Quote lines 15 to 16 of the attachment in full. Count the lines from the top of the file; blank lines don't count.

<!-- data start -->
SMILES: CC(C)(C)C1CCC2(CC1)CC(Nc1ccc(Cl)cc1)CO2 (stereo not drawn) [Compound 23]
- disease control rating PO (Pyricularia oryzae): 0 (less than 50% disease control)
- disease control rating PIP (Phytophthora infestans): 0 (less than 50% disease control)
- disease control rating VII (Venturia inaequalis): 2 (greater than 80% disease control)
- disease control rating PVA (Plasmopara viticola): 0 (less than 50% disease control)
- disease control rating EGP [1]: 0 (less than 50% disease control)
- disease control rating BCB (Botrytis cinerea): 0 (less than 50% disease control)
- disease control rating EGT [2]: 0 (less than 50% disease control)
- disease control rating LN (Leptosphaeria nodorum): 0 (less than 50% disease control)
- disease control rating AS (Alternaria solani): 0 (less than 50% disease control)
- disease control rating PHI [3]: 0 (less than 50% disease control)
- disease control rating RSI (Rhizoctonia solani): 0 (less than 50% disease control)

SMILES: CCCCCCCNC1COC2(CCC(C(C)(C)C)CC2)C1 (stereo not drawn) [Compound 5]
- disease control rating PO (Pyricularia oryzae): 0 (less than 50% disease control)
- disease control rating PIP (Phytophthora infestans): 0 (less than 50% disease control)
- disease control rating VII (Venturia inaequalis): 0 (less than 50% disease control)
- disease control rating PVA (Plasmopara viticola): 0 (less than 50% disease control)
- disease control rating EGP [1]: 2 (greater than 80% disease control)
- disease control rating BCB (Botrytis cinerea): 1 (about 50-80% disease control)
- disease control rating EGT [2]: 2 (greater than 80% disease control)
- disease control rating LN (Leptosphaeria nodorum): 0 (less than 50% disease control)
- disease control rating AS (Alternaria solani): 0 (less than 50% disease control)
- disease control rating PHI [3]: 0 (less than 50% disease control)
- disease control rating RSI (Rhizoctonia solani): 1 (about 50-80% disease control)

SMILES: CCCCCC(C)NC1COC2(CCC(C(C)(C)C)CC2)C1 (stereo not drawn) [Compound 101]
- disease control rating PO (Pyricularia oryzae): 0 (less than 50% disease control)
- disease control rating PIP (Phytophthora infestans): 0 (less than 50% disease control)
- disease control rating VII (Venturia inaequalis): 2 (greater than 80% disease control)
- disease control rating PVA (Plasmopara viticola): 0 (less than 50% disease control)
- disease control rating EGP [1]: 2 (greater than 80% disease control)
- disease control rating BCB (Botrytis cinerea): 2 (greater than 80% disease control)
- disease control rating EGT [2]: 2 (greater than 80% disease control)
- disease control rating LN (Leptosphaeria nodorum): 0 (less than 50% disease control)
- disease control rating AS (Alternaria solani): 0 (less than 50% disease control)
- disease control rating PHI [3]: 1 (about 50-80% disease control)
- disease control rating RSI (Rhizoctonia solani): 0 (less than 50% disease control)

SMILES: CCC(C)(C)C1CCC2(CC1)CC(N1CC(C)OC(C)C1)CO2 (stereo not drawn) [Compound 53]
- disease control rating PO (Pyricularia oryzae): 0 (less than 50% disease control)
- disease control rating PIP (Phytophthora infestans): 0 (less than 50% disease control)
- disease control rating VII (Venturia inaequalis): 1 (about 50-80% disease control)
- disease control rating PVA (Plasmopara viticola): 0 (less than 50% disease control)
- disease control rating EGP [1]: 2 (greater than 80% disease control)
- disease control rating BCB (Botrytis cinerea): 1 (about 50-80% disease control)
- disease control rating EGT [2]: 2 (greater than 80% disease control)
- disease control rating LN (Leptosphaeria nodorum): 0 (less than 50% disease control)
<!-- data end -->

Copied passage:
- disease control rating PIP (Phytophthora infestans): 0 (less than 50% disease control)
- disease control rating VII (Venturia inaequalis): 0 (less than 50% disease control)